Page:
She likened Mueller to Harvey Keitel’s character Winston Wolfe in the 1994 movie "Pulp Fiction," who was deployed to help dispose of a dead body.
"When things go terribly wrong for the Democrats, they don’t just call in a cleaner to get the job done, they call in someone who’s been in the clean-up business for a long time," she said. "They call in the serial cleaner, former FBI director, and now special counsel Bob Mueller."
Pirro went on to remind her viewers of Mueller’s testimony following the 2012 Benghazi incident that resulted in the deaths of four Americans, including then-U.S. Ambassador to Libya J. Christopher Stevens.
"You testified after four Americans are killed in Benghazi, to cover for Hillary Clinton’s incompetence," she added. "Bob, why would you say that the FBI couldn’t get into Benghazi in time?"
[NY Post] Vladimir Putin’s troops are now patrolling the Golan Heights ‐ and it’s actually the least-bad solution.
It’s the best available way to keep Iranian forces away from Israel’s border with Syria. But it also hinders Jerusalem’s ability to strike at those forces (and at various jihadis and others roaming the region) if necessary.
The Iranians and the Russians filled the vacuum left after the Obama administration pulled US troops out of Iraq and refused to send help to the rebels fighting against Syrian dictator Bashar al-Assad.
Assad now looks likely to hold on, but as an Iranian puppet, with Putin gleefully playing Mideast power broker. Israel has no choice but to deal with Moscow to keep Tehran away.
The Nobel folks should look at rescinding former President Barack Obama’s Peace Prize.
ironically, the Obama policy which allowed ISIS to grow and Iran to insert itself into Syria, has also led, although it is not the only thing, to Iran's economic weakness and to the killing of many of Iran's IRG and to many, many Shia militiamen from a variety of countries. Tragically, the civilian deaths have been horrific .
Posted by: lord garth ||
08/20/2018 10:03 Comments ||
Jimmy Carter's incompetence leadership led to Soviet over-expansion just in time for Reagan to cut them off at the knees. Seems Obama's incompetence may have had a similar effect.
The rejectionist cause received a major boost last week when “Supreme Guide” Ayatollah Ali Khamenei publicly banned any negotiations with the US. The same position, albeit in a more radical manner, was expressed by Gen. Muhammad-Ali Aziz-Jaafari, who commands the Revolutionary Guard Corps (IRGC).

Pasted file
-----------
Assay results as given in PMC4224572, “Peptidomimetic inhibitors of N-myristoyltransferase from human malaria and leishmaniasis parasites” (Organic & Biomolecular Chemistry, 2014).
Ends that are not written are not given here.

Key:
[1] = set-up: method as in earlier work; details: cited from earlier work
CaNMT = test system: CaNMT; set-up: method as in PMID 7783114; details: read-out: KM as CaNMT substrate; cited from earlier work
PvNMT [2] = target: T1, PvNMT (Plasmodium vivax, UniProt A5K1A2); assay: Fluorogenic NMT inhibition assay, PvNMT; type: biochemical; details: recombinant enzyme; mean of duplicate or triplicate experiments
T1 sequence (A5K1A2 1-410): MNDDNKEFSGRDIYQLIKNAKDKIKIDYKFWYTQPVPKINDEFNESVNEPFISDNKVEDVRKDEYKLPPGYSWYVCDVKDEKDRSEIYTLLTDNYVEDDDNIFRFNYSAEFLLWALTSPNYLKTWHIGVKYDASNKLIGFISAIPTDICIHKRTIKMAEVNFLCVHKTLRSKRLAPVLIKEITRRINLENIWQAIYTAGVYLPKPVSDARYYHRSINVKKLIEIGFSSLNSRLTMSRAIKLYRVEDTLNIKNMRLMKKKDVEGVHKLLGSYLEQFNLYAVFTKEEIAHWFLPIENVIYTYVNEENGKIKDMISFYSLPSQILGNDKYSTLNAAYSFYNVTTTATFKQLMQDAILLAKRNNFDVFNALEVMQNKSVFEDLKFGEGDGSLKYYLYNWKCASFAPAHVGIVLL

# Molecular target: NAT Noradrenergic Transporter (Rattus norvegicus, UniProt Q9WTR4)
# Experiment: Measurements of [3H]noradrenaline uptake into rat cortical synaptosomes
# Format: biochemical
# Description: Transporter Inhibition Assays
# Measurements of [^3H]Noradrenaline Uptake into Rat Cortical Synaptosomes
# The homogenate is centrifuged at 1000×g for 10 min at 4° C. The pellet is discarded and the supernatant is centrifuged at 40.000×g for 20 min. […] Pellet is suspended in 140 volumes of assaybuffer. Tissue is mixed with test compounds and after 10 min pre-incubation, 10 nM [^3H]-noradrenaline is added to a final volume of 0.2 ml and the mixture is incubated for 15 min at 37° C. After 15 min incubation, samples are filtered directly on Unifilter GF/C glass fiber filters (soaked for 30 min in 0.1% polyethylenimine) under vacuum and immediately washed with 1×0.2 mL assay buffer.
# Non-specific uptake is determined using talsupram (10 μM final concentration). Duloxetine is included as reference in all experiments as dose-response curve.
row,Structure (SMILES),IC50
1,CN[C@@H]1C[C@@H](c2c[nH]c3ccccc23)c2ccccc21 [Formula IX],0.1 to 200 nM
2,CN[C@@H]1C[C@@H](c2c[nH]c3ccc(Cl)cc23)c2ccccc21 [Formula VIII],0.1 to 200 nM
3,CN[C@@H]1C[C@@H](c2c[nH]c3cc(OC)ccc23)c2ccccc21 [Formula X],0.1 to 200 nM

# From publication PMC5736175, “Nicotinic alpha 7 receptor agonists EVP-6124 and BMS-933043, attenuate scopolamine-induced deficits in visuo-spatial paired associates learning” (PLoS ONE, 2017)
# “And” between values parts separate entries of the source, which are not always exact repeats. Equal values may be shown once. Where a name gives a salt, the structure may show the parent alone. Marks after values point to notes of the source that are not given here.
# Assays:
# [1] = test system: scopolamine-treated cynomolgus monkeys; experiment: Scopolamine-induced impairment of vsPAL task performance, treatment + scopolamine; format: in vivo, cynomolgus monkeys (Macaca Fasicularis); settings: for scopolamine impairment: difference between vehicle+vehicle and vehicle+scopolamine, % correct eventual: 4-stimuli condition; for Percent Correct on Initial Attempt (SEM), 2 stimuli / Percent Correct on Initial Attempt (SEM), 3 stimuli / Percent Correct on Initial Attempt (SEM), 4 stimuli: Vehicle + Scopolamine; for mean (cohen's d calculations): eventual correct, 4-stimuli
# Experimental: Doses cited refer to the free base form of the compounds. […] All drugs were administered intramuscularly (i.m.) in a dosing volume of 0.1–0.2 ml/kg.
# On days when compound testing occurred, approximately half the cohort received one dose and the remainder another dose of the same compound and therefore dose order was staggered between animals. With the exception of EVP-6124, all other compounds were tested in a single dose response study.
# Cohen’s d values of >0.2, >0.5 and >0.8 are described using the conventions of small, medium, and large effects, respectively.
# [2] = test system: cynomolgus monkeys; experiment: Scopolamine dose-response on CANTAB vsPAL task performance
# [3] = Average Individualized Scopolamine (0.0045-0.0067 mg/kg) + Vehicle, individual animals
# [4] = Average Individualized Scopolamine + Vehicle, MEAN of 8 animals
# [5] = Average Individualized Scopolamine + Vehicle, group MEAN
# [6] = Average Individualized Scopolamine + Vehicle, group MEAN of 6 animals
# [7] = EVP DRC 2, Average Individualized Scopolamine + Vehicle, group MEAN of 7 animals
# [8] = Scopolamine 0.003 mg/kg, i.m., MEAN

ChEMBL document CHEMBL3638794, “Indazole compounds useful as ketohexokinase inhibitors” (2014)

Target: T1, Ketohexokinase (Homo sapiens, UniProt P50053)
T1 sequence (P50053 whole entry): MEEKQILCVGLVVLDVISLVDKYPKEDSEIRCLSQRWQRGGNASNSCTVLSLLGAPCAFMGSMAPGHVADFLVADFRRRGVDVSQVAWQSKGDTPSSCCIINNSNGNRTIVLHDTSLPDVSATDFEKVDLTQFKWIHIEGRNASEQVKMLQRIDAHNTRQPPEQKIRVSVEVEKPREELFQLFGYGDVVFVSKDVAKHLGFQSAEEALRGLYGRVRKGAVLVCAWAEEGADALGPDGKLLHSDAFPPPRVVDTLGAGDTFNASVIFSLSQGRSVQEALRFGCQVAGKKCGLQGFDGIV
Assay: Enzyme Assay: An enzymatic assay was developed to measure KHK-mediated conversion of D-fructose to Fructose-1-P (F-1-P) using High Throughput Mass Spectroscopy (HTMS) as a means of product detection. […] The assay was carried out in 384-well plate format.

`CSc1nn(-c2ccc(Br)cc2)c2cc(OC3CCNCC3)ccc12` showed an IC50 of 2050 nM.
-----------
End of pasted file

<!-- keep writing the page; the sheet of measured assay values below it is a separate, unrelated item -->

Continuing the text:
“We will not only not negotiate with Trump but will also refuse to talk to any future American president,” he said.
The IRGC theoretician, Dr. Hassan Abbasi, nicknamed “Kissinger of Islam” has gone even further by demanding that Iran “go on the offensive” against the “Great Satan” by activating “thousands of sleeping cells” he claims exist in the United States.
Against that background, President Hassan Rouhani faces a dilemma.
If he denounces the ” nuke deal” and shuts the door to any future negotiations he would be admitting the failure of what he has marketed as his chief achievement in the past five years.
He has tried to do two things.
One is to go along with some of the key demands of the more radical faction led by Khamenei.
On that score, Rouhani flew to Aqtau, in Kazakhstan, and signed the controversial Caspian Sea Convention that some analysts believe was dictated by Russian President Vladimir Putin.
In 2015 Khamenei had promised Putin that Iran would sign the convention but the move had been postponed because neither Tehran nor Moscow wanted to see the signature as a reward for Russia’s intervention in Syria in favor of the Iranian camp.
Rouhani himself has opted for creative ambiguity with regard to the controversial Convention. Figures close to his faction, however, have adopted a more or less critical position on the issue.
Rouhani’s creative ambiguity has angered his rivals within the establishment who have embarked on what looks like the beginning of a campaign to force him out. Placards raised at a demonstration by theological students in the “holy” city of Qom last week even threatened Rouhani with “the same fate as Rafsanjani”. Former President Hashemi Rafsanjani was found dead in the swimming pool of the villa he had confiscated from Assadallah Alam, the late Shah’s Court Minister.
“Oh, negotiator! The swimming pool is waring for you!” the placards said.
Islamic Majlis member Alaeddin Borujerdi, close to the late Rafsanjani’s faction, has demanded a probe into what he terms “death threats” against the president.
A periodical published by Sadeq Kharrazi, a former diplomat, related to Khamenei through marriage, has run an editorial entitled “Rouhani Is Finished!”, inviting the president to step down.
Posted by: 3dc ||
08/20/2018 22:38 ||
Top|| File under: Govt of Iran
A multi-volume chronology and reference guide set detailing three years of the Mexican Drug War between 2010 and 2012.
Rantburg.com and borderlandbeat.com correspondent and author Chris Covert presents his first non-fiction work detailing
the drug and gang related violence in Mexico.
Chris gives us Mexican press dispatches of drug and gang war violence
over three years, presented in a multi volume set intended to chronicle the death, violence and mayhem which has
dominated Mexico for six years.